Calif ISO: Noticeable Rise In Generators' Non-Compliancegreenspun.com : LUSENET : Grassroots Information Coordination Center (GICC) : One Thread
Calif ISO: Noticeable Rise In Generators' Non-Compliance Updated: Friday, August 10, 2001 06:49 PM ET
By Jessica Berthold
OF DOW JONES NEWSWIRES
LOS ANGELES (Dow Jones)--Generators' failure to respond to orders to provide electricity to California has increased noticeably in the last month, a spokesman for the state Independent System Operator said Friday.
As a result, reliability has been threatened on the 14-state Western power grid, which came very near collapse on Aug. 2 because two companies didn't deliver power when asked, said ISO spokesman Greg Fishman.
"This problem has become more common in the past three to four weeks," said Fishman. "We've seen a number of times when generators are not responding to orders to dispatch electricity. Occasionally, we see instances where generators do not meet their own power delivery schedules in a timely fashion."
Generators say the reason power doesn't always get delivered on time is beause of technical glitches and inefficient communication.
"We've had instances where the electronic system used to dispatch plants gets into a jam at the ISO end, so you can't always get power bid into the market in a timely fashion," said Richard Wheatley, a spokesman for Reliant Energy Inc (REI, news, msgs).
He said he didn't know why the ISO might have noticed an increase in such instances in the past few weeks.
Mirant: Honest Mistake Contributed To Grid Trouble
The ISO's account of what happened Aug. 2 is that one generator who was scheduled to provide power in the morning didn't do so, causing the grid's electrical frequency to dip to 59.93 hertz, below the 60 hertz safety level. The ISO then went to a different generator who was already running a plant and, using an automated system, began running that plant at a higher level.
"Then that plant operator basically brought the plant back down, saying, 'We won't let you run the plant at a higher output than it's scheduled," said Fishman, adding that he couldn't reveal the identity of the generators.
Mirant Corp. confirmed the company had a role in the near-collapse of the grid last week, but declined to provide details. A spokesman said a company employee made an honest mistake.
"It was a combination of human error - a phone call that was not made in a timely manner, and a computer problem. Anyone who suggests other motives is wrong," said spokesman Pat Dorinson.
The Federal Energy Regulatory Commission and the Western States Coordinating Council, a voluntary group of energy suppliers and utilities, are investigating the incident, Fishman said.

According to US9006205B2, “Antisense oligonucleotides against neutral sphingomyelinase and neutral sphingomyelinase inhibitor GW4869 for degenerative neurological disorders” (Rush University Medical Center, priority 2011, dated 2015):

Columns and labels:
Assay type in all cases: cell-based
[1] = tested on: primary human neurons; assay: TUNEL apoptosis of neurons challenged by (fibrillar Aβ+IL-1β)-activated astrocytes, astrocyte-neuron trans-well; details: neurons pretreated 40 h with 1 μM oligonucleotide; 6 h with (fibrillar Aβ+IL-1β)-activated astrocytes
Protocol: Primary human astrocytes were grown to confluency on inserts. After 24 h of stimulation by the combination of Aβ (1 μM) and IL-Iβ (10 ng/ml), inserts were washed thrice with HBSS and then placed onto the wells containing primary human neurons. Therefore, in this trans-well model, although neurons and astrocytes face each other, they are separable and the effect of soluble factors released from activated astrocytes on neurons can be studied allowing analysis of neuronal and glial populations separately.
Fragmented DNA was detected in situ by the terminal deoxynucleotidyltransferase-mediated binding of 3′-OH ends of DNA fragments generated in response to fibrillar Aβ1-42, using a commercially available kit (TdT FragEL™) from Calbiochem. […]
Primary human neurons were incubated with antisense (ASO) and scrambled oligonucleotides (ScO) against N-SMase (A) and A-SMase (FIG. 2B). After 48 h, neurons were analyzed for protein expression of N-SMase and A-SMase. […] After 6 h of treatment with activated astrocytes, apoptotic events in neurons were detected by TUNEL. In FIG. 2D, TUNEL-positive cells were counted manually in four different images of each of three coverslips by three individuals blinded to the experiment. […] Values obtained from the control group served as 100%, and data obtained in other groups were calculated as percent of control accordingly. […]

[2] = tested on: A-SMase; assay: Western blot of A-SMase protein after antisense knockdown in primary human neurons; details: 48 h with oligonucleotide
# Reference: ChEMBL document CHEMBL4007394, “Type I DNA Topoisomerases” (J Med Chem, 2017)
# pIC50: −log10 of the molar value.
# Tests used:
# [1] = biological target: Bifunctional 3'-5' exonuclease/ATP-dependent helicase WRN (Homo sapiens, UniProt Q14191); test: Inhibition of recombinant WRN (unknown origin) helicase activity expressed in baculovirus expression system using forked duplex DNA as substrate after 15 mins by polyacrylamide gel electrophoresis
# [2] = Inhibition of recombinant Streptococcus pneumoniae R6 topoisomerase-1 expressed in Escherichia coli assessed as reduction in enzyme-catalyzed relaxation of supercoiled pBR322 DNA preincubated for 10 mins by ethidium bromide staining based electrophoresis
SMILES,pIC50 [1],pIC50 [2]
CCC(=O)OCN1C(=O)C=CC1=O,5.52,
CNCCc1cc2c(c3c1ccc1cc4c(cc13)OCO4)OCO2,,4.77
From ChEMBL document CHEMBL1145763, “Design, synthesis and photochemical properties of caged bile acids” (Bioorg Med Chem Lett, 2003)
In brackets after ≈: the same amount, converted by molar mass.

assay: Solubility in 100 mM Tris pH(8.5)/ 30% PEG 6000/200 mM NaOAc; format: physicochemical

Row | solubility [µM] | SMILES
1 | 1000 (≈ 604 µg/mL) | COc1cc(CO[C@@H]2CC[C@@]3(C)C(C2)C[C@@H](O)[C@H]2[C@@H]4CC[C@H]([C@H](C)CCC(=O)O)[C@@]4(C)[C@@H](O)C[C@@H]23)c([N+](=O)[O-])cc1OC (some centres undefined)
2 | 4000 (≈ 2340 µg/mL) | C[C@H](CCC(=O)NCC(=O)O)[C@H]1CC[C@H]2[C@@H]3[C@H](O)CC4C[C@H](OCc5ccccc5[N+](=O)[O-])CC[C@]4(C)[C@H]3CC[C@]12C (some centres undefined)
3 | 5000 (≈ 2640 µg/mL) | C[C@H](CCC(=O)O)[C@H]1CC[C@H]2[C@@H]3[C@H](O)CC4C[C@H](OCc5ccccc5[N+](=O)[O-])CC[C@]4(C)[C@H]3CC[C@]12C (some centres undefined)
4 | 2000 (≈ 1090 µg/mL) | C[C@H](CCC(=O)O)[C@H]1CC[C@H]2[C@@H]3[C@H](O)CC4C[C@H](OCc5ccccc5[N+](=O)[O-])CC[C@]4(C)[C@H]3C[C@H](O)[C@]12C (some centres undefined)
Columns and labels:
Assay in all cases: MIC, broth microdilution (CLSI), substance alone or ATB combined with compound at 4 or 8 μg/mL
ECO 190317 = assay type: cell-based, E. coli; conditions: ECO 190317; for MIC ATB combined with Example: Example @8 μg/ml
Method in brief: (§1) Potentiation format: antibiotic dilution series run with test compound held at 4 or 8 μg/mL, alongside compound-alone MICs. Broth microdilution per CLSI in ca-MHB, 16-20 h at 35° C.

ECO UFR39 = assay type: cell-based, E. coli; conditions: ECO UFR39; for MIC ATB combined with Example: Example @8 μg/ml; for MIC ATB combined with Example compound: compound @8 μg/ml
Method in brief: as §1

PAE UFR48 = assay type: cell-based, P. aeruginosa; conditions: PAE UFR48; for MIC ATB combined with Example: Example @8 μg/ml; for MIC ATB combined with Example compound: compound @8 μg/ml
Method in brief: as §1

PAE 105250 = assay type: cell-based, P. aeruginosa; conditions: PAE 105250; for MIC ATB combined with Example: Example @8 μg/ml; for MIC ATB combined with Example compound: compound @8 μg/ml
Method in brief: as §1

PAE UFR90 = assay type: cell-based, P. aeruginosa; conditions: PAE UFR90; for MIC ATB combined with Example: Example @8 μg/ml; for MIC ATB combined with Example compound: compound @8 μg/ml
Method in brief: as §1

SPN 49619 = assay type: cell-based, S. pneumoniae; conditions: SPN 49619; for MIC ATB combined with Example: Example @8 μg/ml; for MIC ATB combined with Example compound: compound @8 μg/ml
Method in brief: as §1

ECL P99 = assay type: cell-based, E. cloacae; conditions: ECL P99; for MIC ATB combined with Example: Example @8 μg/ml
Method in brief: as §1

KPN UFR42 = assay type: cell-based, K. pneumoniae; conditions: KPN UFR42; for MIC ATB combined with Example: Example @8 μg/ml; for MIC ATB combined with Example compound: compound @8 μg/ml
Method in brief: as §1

Dips in electricity frequency below 60 hertz have occured on other occasions, such as when a plant has tripped off line or a power line goes down, he added. The Aug. 2 incident is troubling because it could have been prevented if only generators had followed the rules, Fishman said.
Generators Wary About New Market Requirements
Days after the Aug. 2 incident, the ISO sent a notice to market participants setting forth new operational guidelines. One of the guidelines is simply unworkable for operators of a certain kind of large power plant, said Reliant's Wheatley.
The requirement is to power, or "ramp up", a plant 10 minutes before it is scheduled to provide electricity, then "ramp down" 10 minutes after it is scheduled to stop. That isn't possible for combined-cycle plants, which use waste heat from natural gas turbines to produce steam for conventional steam turbines, Wheatley said.
"You can't just flip the switch on a combined cycle plant, the way you can with a peaker. It takes a half-hour to bring one of these plants up," said Wheatley.
ISO Cancels Conference Call On Issue, Perplexing Generators
The ISO arranged a conference call for Friday morning with several generators to discuss grid reliability, but cancelled at the last minute. Several generators said privately that they were perplexed by the cancellation, given the urgent tone of the notice about the call.
"The primary purpose (of the call) is to review recent reliability issues and specifically the adverse impact of uninstructed deviations. We hope during this call to make you aware of the urgent nature of this issue," reads the note signed by ISO President and CEO Terry Winter.
The call was restricted to Mirant, Reliant, Dynegy Inc (DYN, news, msgs), Williams Companies Inc (WMB, news, msgs), Duke Energy Inc (DUK, news, msgs) and Calpine (CPN, news, msgs), with "other organizations (to be) included in separate discussions," the notice said.
Fishman said the call was actually intended for discussion of a slightly separate issue from the Aug. 2 incident, but was canceled because of media attention of that incident.
"We decided it would be better to wait until things settled down a bit," said Fishman. The call hasn't been rescheduled yet.
-By Jessica Berthold, Dow Jones Newswires; 323-658-3872; email@example.com
-- Martin Thompson (firstname.lastname@example.org), August 11, 2001
This is what will happen every time politicians get up to their ears into the intracacies of private enterprise. They can't compete, either in the brain game or industry expertise departments. As a result their constituents get stomped on.
Does anyone believe that Gray Davis could do a better job of straightening out the California energy mess than PG & E, Con Ed, or San Diego Power and Light - peers dealing with peers.
-- Wellesley (email@example.com), August 11, 2001.